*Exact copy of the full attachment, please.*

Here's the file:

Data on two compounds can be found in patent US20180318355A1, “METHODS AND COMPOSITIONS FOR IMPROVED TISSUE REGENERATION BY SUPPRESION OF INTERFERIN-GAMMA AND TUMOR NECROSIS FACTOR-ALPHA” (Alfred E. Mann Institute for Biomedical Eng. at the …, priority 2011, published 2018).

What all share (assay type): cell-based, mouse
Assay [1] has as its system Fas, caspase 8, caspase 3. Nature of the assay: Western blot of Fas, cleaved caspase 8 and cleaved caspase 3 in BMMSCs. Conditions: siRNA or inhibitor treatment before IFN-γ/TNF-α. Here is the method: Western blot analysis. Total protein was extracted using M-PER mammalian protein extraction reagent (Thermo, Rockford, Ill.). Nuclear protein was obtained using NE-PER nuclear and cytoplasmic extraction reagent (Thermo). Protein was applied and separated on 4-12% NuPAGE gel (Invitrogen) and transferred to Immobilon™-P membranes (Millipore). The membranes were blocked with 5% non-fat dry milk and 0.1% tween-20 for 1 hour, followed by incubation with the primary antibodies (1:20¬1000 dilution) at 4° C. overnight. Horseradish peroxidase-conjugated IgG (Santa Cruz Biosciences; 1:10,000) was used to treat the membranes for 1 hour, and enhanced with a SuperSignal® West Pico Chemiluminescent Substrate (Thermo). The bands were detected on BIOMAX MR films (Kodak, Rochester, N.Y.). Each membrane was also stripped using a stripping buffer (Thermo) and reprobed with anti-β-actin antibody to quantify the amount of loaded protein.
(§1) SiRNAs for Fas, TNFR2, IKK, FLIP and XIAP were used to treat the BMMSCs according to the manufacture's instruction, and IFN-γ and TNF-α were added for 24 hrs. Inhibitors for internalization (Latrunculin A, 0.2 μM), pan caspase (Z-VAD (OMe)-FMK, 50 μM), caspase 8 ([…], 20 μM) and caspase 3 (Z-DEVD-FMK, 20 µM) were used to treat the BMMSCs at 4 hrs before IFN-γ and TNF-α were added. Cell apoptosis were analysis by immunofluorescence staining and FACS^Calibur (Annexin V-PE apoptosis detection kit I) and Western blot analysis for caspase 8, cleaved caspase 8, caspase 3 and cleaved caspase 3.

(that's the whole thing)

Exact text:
Data on two compounds can be found in patent US20180318355A1, “METHODS AND COMPOSITIONS FOR IMPROVED TISSUE REGENERATION BY SUPPRESION OF INTERFERIN-GAMMA AND TUMOR NECROSIS FACTOR-ALPHA” (Alfred E. Mann Institute for Biomedical Eng. at the …, priority 2011, published 2018).

What all share (assay type): cell-based, mouse
Assay [1] has as its system Fas, caspase 8, caspase 3. Nature of the assay: Western blot of Fas, cleaved caspase 8 and cleaved caspase 3 in BMMSCs. Conditions: siRNA or inhibitor treatment before IFN-γ/TNF-α. Here is the method: Western blot analysis. Total protein was extracted using M-PER mammalian protein extraction reagent (Thermo, Rockford, Ill.). Nuclear protein was obtained using NE-PER nuclear and cytoplasmic extraction reagent (Thermo). Protein was applied and separated on 4-12% NuPAGE gel (Invitrogen) and transferred to Immobilon™-P membranes (Millipore). The membranes were blocked with 5% non-fat dry milk and 0.1% tween-20 for 1 hour, followed by incubation with the primary antibodies (1:20¬1000 dilution) at 4° C. overnight. Horseradish peroxidase-conjugated IgG (Santa Cruz Biosciences; 1:10,000) was used to treat the membranes for 1 hour, and enhanced with a SuperSignal® West Pico Chemiluminescent Substrate (Thermo). The bands were detected on BIOMAX MR films (Kodak, Rochester, N.Y.). Each membrane was also stripped using a stripping buffer (Thermo) and reprobed with anti-β-actin antibody to quantify the amount of loaded protein.
(§1) SiRNAs for Fas, TNFR2, IKK, FLIP and XIAP were used to treat the BMMSCs according to the manufacture's instruction, and IFN-γ and TNF-α were added for 24 hrs. Inhibitors for internalization (Latrunculin A, 0.2 μM), pan caspase (Z-VAD (OMe)-FMK, 50 μM), caspase 8 ([…], 20 μM) and caspase 3 (Z-DEVD-FMK, 20 µM) were used to treat the BMMSCs at 4 hrs before IFN-γ and TNF-α were added. Cell apoptosis were analysis by immunofluorescence staining and FACS^Calibur (Annexin V-PE apoptosis detection kit I) and Western blot analysis for caspase 8, cleaved caspase 8, caspase 3 and cleaved caspase 3.